This finding is important for several reasons. Firstly, light traps are a standard sampling tool for collecting indoor mosquitoes during randomized trials of vector control interventions [24, 25]. Whilst this is probably not a concern in most studies where the sampling units are traditional houses with opaque walls and doors, they may bias the sample where screened doors are used, or if used in houses with multiple small openings (e.g. a bamboo house) which allows the light to be viewed from outside a house. In a recent trial in The Gambia, where screened doors were installed in village houses, the number of mosquitoes collected indoors was higher than in the reference group, with solid doors [26]. It seems likely that the Gambian study may have over-estimated the mosquito densities in houses with screened doors because the light from the trap would have been visible from outside the house. Secondly, it also raises concerns about whether light traps should be used in the trial comparing mosquito-house entry in Star homes with traditional houses. Thirdly, these findings beg the question: will domestic lighting increase malaria transmission? The conclusions are mixed, with most studies indicating increased malaria mosquito biting associated with electrification [27,28,29], perhaps due to people staying outside longer in the night and getting bitten by malaria mosquitoes. In a study in Tanzania, however, houses with electricity had fewer indoor mosquitoes than those without electricity [30]. Since electricity is associated with greater wealth, fewer mosquitoes may be due to better built homes with fewer mosquito entry points than poorer households or the use of mosquito coils [30, 31]. Clearly, further research is needed to clarify whether electric light, including that generated from tungsten and light-emitting diode bulbs, are attractive to mosquitoes and at what light intensity.

Responses of mosquitoes to light are complex, since it will vary according to the time of day, feeding status of the mosquito, as well as the intensity and wavelength of light. At dawn and dusk, under natural conditions, a substantial proportion of indoor-resting An. gambiae s.l., including those that are semi-gravid, gravid and bloodfed, are attracted to the faint light from the windows, whilst intense light experienced during the day prevents exiting [32, 33]. Host-seeking mosquitoes are also stimulated to fly by low light intensities at dusk, with this behaviour being under circadian control [34]. Interestingly, feeding can be interrupted for up to four hours when mosquitoes are exposed to bright white light for 10 min at the start of the night [35]. In Brazil, there was a tenfold reduction in An. gambiae s.l. (now known to be An. arabiensis) inside brightly-lit houses compared to the darkest houses [36]. In Canada, nocturnal blood-questing mosquitoes are attracted to low intensity light, like black, blue and red, rather than high intensity colours like white and yellow [37], suggesting that this behaviour could be related to the choice of darker day-resting sites. In The Gambia, host-seeking mosquitoes also appear to be attracted to large solid objects over distances of 15–20 m [38]. Gillies and Wilkes suggested that the outline of a house or its degree of isolation from other houses or patches of tall vegetation could affect the attractiveness of one house over another. In conclusion, the evidence suggests that while light in the presence of human odours is attractive to host-seeking mosquitoes, the shape and position of a dwelling may also be important.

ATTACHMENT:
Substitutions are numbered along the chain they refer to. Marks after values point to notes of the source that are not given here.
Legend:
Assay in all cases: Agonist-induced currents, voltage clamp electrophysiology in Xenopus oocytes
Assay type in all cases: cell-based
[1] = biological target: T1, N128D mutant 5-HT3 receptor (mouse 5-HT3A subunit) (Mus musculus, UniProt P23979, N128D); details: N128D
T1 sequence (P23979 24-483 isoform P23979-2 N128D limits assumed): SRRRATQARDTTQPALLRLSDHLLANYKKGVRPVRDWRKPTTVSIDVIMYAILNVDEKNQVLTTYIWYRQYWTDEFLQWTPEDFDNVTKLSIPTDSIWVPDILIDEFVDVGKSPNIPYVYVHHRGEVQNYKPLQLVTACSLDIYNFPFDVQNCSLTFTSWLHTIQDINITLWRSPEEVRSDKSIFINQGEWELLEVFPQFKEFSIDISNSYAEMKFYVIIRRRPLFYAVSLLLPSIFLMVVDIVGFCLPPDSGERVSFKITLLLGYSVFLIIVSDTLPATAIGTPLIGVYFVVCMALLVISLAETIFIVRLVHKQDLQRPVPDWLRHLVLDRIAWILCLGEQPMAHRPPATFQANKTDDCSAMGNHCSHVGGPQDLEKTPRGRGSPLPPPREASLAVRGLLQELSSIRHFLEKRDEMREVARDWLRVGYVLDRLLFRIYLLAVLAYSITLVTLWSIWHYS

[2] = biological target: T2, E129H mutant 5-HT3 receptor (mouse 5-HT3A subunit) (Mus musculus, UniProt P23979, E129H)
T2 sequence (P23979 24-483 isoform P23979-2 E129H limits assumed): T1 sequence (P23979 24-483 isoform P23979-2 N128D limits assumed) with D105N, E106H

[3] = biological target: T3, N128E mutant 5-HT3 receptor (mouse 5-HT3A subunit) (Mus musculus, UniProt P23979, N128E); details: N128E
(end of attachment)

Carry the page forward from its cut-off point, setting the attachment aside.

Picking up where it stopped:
Small gaps formed where the corrugate-metal roof rested on a purlin and, as seen in experiment 2, resulted in more mosquitoes entering the hut compared with gap-free huts. This is expected since open eaves, the gap between the top of the wall and the roof, are the major route by which An. gambiae s.l. enters a house [10, 11, 39]. In this experiment, however, only a few mosquitoes entered the huts, suggesting that the holes might not cause an appreciable rise in mosquitoes in similarly constructed houses, such as the Star homes. The most plausible explanation for this finding is that shade-cloth walled huts attracts fewer mosquitoes as it allows carbon dioxide to rapidly be dissipated from the huts, unlike those with solid-plastic walls used in experiment 1.

In experiment 3, there was a 99% reduction in mosquitoes entering the well ventilated, Star home-type huts, compared to the poorly-ventilated huts, which resembled traditional houses. The principal explanation for this difference in attractiveness is related to the concentration gradient of carbon dioxide leaving the two typologies of hut. In the well-ventilated hut the carbon dioxide concentration was just 11 ppm higher than outdoor levels, illustrating how effectively the gas is removed from the hut through the permeable walls. Since mosquitoes can only detect differences in carbon dioxide concentrations greater than 40 ppm [40], this suggests that they may not be able to readily detect people sleeping in Star-home style huts. In marked contrast, the poorly-ventilated huts have carbon dioxide concentrations considerably higher, 232 ppm above background levels, providing steep concentration gradients of the gas which allows outdoor mosquitoes to locate a host indoors. These findings are supported by a recent study in The Gambia, which showed that a well-ventilated house could reduce indoor mosquito densities by 80% compared with a poorly-ventilated house [4]. The well-ventilated huts also reduced indoor temperature by 1.3 °C compared to the poorly-ventilated hut, which is likely to increase human comfort and, hence, usage of bed nets [9]. Star homes with their well-ventilated walls are likely to act as ‘stealth houses’, especially as the bedrooms are situated on the second storey. Recent research shows that the number of An. gambiae s.l. enter an inhabited building declines with increasing height, with 84% fewer mosquitoes when houses are elevated 3 m from the ground [5].